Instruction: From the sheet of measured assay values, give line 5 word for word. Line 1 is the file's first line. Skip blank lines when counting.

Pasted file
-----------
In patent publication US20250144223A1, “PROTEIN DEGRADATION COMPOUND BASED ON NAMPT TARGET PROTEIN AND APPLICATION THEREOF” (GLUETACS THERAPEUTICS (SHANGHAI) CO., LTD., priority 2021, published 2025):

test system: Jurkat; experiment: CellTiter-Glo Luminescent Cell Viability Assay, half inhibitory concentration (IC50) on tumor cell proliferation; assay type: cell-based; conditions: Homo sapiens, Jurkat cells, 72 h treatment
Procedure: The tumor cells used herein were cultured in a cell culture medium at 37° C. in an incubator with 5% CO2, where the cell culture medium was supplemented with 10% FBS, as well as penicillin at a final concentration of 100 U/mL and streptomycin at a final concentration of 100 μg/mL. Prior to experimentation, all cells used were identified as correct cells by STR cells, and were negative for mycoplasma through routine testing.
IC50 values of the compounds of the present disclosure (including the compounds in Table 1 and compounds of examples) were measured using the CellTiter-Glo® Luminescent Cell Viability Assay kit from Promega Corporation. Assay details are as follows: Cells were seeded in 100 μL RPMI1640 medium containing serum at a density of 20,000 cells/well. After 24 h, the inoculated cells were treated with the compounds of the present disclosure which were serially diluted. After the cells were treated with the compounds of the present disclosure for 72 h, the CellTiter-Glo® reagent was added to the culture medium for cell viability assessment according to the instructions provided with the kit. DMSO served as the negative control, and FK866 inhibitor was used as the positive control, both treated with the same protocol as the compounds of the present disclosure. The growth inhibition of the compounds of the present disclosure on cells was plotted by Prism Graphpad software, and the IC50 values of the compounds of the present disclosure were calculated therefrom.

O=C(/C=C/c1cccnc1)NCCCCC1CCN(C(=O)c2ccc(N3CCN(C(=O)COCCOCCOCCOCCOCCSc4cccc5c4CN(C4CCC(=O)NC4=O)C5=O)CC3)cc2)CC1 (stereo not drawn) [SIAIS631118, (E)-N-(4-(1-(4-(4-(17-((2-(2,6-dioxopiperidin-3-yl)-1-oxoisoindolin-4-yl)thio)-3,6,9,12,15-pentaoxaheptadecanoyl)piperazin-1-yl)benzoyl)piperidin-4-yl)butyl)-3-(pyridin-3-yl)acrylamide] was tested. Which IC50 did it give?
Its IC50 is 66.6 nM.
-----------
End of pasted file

O=C(/C=C/c1cccnc1)NCCCCC1CCN(C(=O)c2ccc(N3CCN(C(=O)COCCOCCOCCOCCOCCSc4cccc5c4CN(C4CCC(=O)NC4=O)C5=O)CC3)cc2)CC1 (stereo not drawn) [SIAIS631118, (E)-N-(4-(1-(4-(4-(17-((2-(2,6-dioxopiperidin-3-yl)-1-oxoisoindolin-4-yl)thio)-3,6,9,12,15-pentaoxaheptadecanoyl)piperazin-1-yl)benzoyl)piperidin-4-yl)butyl)-3-(pyridin-3-yl)acrylamide] was tested. Which IC50 did it give?